Today’s coleuses (Plectranthus scutellarioides, formerly Solenostemon scutellarioides or Coleus blumei) is very different from the coleuses that used to be available.
I can well remember the coleuses of my childhood, with beautifully colored foliage, true enough, but they were all upright plants that you put at the back of the border because they soon lost their lower leaves and began to look ungainly. There was never a sign of branching… that is, unless you induced it by pinching. Every time you pinched the tip of a branch, it produced two branches, so the idea was to pinch early and often, which gave you a nice, full, rounded plant you could put on display in the front of the border or in a container.
Plus, you had to pinch off the flower stalks that inevitably appeared at the stem tips. The insignificant narrow spikes of bluish flowers added nothing to the plant’s appearance and the plants would start to go into decline after they bloomed, losing their lower leaves and looking very awkward.
The result was that there was a lot of pinching going on!
Coleus Without Pinching
Flash forward to today. Most modern coleuses branch all on their own, naturally forming dense, shrubby plants. This is not due to some magical hormonal treatment or to GMO manipulation. Over the years, hybridizers have simply been crossing the top-perfoming coleuses together and keeping the best of the brood for further breeding. Genes for self-branching and also delayed flowering were brought to the fore and became the norm. This is the same process that changed ordinary garden weeds into the vegetables that we eat today, that is, keeping seeds of the best specimens to sow the next year until you get a plant that suits your needs.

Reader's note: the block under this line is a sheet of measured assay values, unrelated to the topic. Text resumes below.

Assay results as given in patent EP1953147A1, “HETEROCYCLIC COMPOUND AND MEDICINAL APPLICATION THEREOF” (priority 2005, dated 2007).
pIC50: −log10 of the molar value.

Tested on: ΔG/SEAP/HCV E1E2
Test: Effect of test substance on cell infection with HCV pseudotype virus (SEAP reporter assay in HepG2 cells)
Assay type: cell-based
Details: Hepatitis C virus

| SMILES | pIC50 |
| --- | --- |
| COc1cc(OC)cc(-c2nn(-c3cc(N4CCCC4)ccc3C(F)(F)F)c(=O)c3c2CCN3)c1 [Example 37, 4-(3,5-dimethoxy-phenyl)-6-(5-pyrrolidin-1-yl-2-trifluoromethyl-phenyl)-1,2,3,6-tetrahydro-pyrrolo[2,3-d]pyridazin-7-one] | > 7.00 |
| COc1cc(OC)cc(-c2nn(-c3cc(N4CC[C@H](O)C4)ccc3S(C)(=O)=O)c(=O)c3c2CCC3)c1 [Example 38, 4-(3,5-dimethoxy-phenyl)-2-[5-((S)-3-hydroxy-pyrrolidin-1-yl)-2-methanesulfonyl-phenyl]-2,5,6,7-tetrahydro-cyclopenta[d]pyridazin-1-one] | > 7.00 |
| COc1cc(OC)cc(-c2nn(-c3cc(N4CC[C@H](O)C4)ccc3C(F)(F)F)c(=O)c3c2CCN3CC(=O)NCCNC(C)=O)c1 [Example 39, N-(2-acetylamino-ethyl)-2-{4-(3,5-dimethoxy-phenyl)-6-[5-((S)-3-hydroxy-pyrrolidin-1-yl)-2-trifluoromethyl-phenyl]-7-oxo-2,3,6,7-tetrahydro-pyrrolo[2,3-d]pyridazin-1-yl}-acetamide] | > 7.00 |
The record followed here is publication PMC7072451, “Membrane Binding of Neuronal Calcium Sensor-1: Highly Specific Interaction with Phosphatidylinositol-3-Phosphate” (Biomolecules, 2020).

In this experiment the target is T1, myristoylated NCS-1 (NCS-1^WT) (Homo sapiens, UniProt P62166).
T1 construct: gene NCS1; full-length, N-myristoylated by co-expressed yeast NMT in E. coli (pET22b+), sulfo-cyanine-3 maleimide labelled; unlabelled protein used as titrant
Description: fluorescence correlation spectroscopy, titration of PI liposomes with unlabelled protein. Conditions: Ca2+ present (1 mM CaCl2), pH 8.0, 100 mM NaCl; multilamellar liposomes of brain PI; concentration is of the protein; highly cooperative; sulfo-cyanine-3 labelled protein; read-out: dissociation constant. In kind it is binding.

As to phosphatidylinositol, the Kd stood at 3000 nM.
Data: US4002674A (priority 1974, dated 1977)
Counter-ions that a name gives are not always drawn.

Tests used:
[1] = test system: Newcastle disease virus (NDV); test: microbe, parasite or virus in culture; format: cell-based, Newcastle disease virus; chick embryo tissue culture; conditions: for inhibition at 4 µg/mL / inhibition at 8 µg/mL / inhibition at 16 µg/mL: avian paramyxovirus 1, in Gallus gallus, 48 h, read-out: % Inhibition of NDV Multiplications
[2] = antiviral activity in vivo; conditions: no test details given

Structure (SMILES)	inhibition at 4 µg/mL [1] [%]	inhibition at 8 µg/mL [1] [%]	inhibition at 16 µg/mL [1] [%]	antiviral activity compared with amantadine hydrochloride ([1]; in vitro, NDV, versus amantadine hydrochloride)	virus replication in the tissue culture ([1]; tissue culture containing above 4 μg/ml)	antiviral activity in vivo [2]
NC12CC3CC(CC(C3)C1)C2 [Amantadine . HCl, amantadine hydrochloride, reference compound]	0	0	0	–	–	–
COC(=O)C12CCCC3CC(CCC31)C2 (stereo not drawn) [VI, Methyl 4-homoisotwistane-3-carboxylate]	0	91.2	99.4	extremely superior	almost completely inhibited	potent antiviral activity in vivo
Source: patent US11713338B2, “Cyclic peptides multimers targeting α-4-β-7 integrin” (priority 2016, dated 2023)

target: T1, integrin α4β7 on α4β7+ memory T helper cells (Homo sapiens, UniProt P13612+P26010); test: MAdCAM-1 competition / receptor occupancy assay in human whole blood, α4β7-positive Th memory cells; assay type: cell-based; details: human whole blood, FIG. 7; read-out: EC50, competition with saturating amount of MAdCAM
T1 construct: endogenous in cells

Thus, you no longer have to pinch or prune most modern coleuses: they grow perfectly without your help. It’s the ideal situation for the laidback gardener! Except that…
Some Varieties Still Bloom Prematurely
Some varieties are not as “advanced” as others and begin to bloom early, in August or even July. This is especiallyly the case for varieties that are normally grown from seed rather than cuttings, such as the Wizard and Giant Exhibition strains. It may therefore be necessary to pinch (prune) these varieties at least once, as soon as you see the beginning of a flower spike.
Pinching off coleus flowers is a snap: just squeeze the spike between the thumb and forefinger until it comes free. Or cut it off with pruning shears. It only takes a second.
Still, that’s an extra effort I prefer to avoid.
Which Varieties to Save?
One can, of course, treat coleuses like annuals and buy new ones each spring, but not being in the “money is no object” category, I bring in cuttings of my favorite varieties in the fall. I root them and grow them over the winter under lights or on a sunny windowsill, then in spring, take cuttings of my cuttings to fill my summer garden. And one criteria that is important to me and helps determine which to keep is lack of bloom: I automatically drop from my list any coleus that even shows a sign of a flower stalk during the summer months. I prefer the total laidbackedness of varieties that are not inclined to bloom prematurely*.
*These coleus will bloom nevertheless (all coleuses will), but only when they have a long growing season, for example, if they’re grow year round in a greenhouse.
Long live carefree coleus … and long live laidback gardening!